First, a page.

Morgan Lewis

Effective May 10, 2020, a new law will preclude most New York City employers from requiring job applicants to submit to testing for the presence of marijuana or tetrahydrocannabinols (THC) as a condition of employment. Employers in New York City are encouraged to revisit their policies or procedures on pre-employment drug testing before the new law becomes effective.

The New Law

New York City Council Bill Int. 1445, which became law on May 10, 2019, amends the New York City Human Rights Law (NYCHRL). Pursuant to this new law, unless an enumerated exception applies or unless otherwise provided by law, it will be an unlawful, discriminatory practice under the NYCHRL for an employer or its agent to require an applicant to submit to testing for the presence of any marijuana or THC in the applicant’s system as a condition of employment.

The new law exempts certain classes of employers and positions, including

  1. police and peace officers;
  2. certain construction workers covered by the New York City Building Code and New York Labor Law;
  3. any position requiring a commercial driver’s license;
  4. any position “requiring the supervision or care of children, medical patients or vulnerable persons” as defined by the New York Social Services Law; and
  5. “any position with the potential to significantly impact the health or safety of employees or members of the public,” pursuant to regulations to be adopted by the Department of Citywide Administrative Services and the New York City Commission on Human Rights (NYCCHR) in advance of the effective date.

Furthermore, the new law explicitly does not apply if drug testing is required pursuant to

  1. federal, state, or city regulations requiring drug testing of transportation workers;
  2. any contract between the federal government and an employer or any grant of financial assistance from the federal government to an employer where drug testing of prospective employees is a condition of receiving the contract or grant;
  3. any federal or state statute, regulation, or order that requires drug testing of prospective employees for purposes of safety or security; and
  4. applicants whose prospective employer is a party to a valid collective bargaining agreement that specifically addresses pre-employment drug testing.

Guidance

Given the broad scope of the new law, most private employers in New York City will be precluded from requiring pre-employment marijuana and THC drug tests effective May 10, 2020. The law only addresses drug testing for pre-employment hiring procedures and does not prevent drug testing of any type for current employees. Therefore, if employers have a policy of drug testing current employees, they can continue to include marijuana and THC on those drug tests. Employers also may continue to maintain and enforce policies prohibiting marijuana and THC in the workplace and requiring employees who appear to be under the influence of marijuana or THC at work to submit to a drug test.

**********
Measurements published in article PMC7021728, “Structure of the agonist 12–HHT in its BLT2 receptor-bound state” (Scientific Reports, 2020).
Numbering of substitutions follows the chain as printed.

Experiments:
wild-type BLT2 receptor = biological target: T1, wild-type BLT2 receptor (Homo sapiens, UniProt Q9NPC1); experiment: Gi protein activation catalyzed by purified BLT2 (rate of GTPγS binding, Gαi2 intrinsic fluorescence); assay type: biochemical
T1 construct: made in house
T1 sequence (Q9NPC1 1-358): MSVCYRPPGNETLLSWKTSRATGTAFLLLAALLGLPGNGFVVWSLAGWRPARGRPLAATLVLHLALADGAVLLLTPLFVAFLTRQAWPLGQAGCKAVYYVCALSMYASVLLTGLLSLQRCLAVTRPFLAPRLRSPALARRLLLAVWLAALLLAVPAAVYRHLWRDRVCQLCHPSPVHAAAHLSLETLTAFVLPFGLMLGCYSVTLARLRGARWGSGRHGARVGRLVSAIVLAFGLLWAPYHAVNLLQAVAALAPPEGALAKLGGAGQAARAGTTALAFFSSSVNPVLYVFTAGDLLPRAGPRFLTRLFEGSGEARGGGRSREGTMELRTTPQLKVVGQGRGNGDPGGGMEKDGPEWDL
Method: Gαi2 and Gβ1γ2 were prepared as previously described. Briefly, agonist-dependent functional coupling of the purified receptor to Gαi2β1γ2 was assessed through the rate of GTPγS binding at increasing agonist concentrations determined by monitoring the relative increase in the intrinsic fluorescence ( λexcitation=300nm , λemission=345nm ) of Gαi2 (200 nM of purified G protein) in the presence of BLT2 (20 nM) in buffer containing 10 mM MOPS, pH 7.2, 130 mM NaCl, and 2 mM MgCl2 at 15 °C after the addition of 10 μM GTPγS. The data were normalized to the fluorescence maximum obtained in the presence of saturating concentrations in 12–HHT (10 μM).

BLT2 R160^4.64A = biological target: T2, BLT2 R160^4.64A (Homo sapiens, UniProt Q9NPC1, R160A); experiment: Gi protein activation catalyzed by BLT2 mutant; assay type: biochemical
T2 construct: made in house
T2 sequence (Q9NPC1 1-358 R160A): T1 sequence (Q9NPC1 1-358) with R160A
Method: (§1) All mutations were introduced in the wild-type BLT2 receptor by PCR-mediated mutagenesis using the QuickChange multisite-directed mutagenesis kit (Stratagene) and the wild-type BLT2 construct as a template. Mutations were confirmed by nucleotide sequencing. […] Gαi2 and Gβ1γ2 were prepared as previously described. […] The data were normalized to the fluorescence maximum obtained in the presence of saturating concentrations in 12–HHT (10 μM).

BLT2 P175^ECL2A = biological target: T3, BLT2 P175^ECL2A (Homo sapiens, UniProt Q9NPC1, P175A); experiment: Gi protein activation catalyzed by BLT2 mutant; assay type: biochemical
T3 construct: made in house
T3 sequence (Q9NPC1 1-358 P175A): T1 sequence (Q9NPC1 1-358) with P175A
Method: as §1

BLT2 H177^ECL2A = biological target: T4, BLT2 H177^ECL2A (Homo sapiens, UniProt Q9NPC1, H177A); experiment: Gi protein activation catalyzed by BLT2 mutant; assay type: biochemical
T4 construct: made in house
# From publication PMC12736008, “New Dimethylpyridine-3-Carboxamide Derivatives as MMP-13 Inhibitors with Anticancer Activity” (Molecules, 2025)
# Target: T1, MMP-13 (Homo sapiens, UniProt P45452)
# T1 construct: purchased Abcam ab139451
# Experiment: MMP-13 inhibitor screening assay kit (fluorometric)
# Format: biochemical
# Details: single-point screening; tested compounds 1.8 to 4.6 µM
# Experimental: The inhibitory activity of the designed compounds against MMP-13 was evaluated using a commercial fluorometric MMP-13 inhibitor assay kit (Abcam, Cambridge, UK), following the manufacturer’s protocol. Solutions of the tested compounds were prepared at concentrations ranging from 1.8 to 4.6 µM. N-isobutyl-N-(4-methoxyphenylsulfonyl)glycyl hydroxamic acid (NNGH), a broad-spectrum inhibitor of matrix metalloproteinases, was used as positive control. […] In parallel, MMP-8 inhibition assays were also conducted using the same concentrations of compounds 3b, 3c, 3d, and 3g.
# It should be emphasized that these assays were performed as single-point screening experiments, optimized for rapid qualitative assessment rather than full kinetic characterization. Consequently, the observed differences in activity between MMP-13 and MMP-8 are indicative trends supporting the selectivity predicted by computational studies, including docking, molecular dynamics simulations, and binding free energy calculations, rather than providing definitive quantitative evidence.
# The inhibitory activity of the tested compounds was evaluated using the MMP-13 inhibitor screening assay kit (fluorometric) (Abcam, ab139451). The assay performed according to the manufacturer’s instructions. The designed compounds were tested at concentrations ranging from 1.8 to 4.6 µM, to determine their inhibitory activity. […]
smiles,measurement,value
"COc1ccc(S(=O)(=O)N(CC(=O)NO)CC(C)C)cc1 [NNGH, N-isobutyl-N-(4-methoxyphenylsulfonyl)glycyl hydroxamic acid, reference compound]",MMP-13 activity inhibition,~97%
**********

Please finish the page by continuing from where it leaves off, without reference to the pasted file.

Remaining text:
Notably, because few industries have broad laws requiring drug testing, the new law appears to apply broadly and unless there is a specific legal requirement to conduct pre-employment drug tests for purposes of safety or security, employers will need to comply with the new law once it becomes effective. This application is in contrast to other recent amendments to the NYCHRL, including the Fair Chance Act, which prohibits running pre-employment background checks of most employees, but carved out positions for which background checks were required pursuant to other applicable law. As Securities and Exchange Commission and Financial Industry Regulatory Authority rules require financial services employers to run pre-employment criminal background checks, that law did not impact many financial services positions. Here, however, there is not a similar rule requiring employers, including financial services and retail employers, to conduct pre-employment drug tests for marijuana or THC. Thus, the new law will apply to most New York City employers and prohibit requiring prospective employees to pass a drug test that includes testing for marijuana or THC.

In advance of the effective date of the new law, employers in New York City are encouraged to revisit their policies or procedures on pre-employment drug testing. Morgan Lewis lawyers are available to answer any questions about the coverage of the new law and implications for employers, and will monitor for guidance from the NYCCHR.

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